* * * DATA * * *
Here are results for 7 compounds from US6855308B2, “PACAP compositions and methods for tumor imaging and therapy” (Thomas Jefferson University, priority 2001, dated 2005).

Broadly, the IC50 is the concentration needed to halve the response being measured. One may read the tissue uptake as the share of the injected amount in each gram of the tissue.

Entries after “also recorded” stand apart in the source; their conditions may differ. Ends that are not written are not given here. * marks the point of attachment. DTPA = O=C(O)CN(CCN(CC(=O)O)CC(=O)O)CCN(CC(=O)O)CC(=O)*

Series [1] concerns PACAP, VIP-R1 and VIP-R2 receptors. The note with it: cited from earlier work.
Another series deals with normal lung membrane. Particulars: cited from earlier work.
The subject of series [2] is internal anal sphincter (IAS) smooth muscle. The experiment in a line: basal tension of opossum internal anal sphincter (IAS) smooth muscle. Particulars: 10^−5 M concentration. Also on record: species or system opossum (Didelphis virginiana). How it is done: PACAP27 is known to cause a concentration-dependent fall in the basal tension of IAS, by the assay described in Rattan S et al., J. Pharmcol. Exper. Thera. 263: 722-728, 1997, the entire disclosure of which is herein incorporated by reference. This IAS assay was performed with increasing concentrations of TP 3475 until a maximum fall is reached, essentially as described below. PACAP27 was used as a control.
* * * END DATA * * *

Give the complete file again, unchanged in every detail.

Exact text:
Here are results for 7 compounds from US6855308B2, “PACAP compositions and methods for tumor imaging and therapy” (Thomas Jefferson University, priority 2001, dated 2005).

Broadly, the IC50 is the concentration needed to halve the response being measured. One may read the tissue uptake as the share of the injected amount in each gram of the tissue.

Entries after “also recorded” stand apart in the source; their conditions may differ. Ends that are not written are not given here. * marks the point of attachment. DTPA = O=C(O)CN(CCN(CC(=O)O)CC(=O)O)CCN(CC(=O)O)CC(=O)*

Series [1] concerns PACAP, VIP-R1 and VIP-R2 receptors. The note with it: cited from earlier work.
Another series deals with normal lung membrane. Particulars: cited from earlier work.
The subject of series [2] is internal anal sphincter (IAS) smooth muscle. The experiment in a line: basal tension of opossum internal anal sphincter (IAS) smooth muscle. Particulars: 10^−5 M concentration. Also on record: species or system opossum (Didelphis virginiana). How it is done: PACAP27 is known to cause a concentration-dependent fall in the basal tension of IAS, by the assay described in Rattan S et al., J. Pharmcol. Exper. Thera. 263: 722-728, 1997, the entire disclosure of which is herein incorporated by reference. This IAS assay was performed with increasing concentrations of TP 3475 until a maximum fall is reached, essentially as described below. PACAP27 was used as a control.